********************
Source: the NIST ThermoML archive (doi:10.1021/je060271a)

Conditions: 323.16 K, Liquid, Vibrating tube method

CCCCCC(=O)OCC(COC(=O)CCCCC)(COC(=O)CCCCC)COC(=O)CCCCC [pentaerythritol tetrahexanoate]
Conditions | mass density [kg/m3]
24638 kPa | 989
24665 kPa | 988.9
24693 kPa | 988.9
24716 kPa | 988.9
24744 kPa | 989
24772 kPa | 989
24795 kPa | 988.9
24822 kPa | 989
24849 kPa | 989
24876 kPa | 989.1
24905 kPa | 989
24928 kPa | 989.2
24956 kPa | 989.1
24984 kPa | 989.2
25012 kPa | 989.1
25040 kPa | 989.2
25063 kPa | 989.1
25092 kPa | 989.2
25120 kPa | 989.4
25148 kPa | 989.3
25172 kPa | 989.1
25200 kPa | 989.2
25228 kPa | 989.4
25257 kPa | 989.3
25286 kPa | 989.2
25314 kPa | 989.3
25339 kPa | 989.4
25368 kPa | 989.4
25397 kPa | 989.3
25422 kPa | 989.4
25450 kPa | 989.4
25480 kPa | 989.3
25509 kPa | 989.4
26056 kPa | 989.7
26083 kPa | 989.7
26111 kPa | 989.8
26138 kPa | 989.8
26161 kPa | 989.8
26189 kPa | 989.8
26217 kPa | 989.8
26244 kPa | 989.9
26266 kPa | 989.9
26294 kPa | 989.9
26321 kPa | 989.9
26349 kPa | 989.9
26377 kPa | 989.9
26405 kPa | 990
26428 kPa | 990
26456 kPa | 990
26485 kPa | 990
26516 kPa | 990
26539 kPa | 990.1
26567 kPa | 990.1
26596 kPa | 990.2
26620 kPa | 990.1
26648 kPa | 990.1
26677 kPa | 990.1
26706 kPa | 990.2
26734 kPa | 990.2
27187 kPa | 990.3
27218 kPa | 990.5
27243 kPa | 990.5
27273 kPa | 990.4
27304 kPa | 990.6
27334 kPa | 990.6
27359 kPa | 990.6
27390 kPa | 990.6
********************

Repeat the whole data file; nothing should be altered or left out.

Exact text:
Source: the NIST ThermoML archive (doi:10.1021/je060271a)

Conditions: 323.16 K, Liquid, Vibrating tube method

CCCCCC(=O)OCC(COC(=O)CCCCC)(COC(=O)CCCCC)COC(=O)CCCCC [pentaerythritol tetrahexanoate]
Conditions | mass density [kg/m3]
24638 kPa | 989
24665 kPa | 988.9
24693 kPa | 988.9
24716 kPa | 988.9
24744 kPa | 989
24772 kPa | 989
24795 kPa | 988.9
24822 kPa | 989
24849 kPa | 989
24876 kPa | 989.1
24905 kPa | 989
24928 kPa | 989.2
24956 kPa | 989.1
24984 kPa | 989.2
25012 kPa | 989.1
25040 kPa | 989.2
25063 kPa | 989.1
25092 kPa | 989.2
25120 kPa | 989.4
25148 kPa | 989.3
25172 kPa | 989.1
25200 kPa | 989.2
25228 kPa | 989.4
25257 kPa | 989.3
25286 kPa | 989.2
25314 kPa | 989.3
25339 kPa | 989.4
25368 kPa | 989.4
25397 kPa | 989.3
25422 kPa | 989.4
25450 kPa | 989.4
25480 kPa | 989.3
25509 kPa | 989.4
26056 kPa | 989.7
26083 kPa | 989.7
26111 kPa | 989.8
26138 kPa | 989.8
26161 kPa | 989.8
26189 kPa | 989.8
26217 kPa | 989.8
26244 kPa | 989.9
26266 kPa | 989.9
26294 kPa | 989.9
26321 kPa | 989.9
26349 kPa | 989.9
26377 kPa | 989.9
26405 kPa | 990
26428 kPa | 990
26456 kPa | 990
26485 kPa | 990
26516 kPa | 990
26539 kPa | 990.1
26567 kPa | 990.1
26596 kPa | 990.2
26620 kPa | 990.1
26648 kPa | 990.1
26677 kPa | 990.1
26706 kPa | 990.2
26734 kPa | 990.2
27187 kPa | 990.3
27218 kPa | 990.5
27243 kPa | 990.5
27273 kPa | 990.4
27304 kPa | 990.6
27334 kPa | 990.6
27359 kPa | 990.6
27390 kPa | 990.6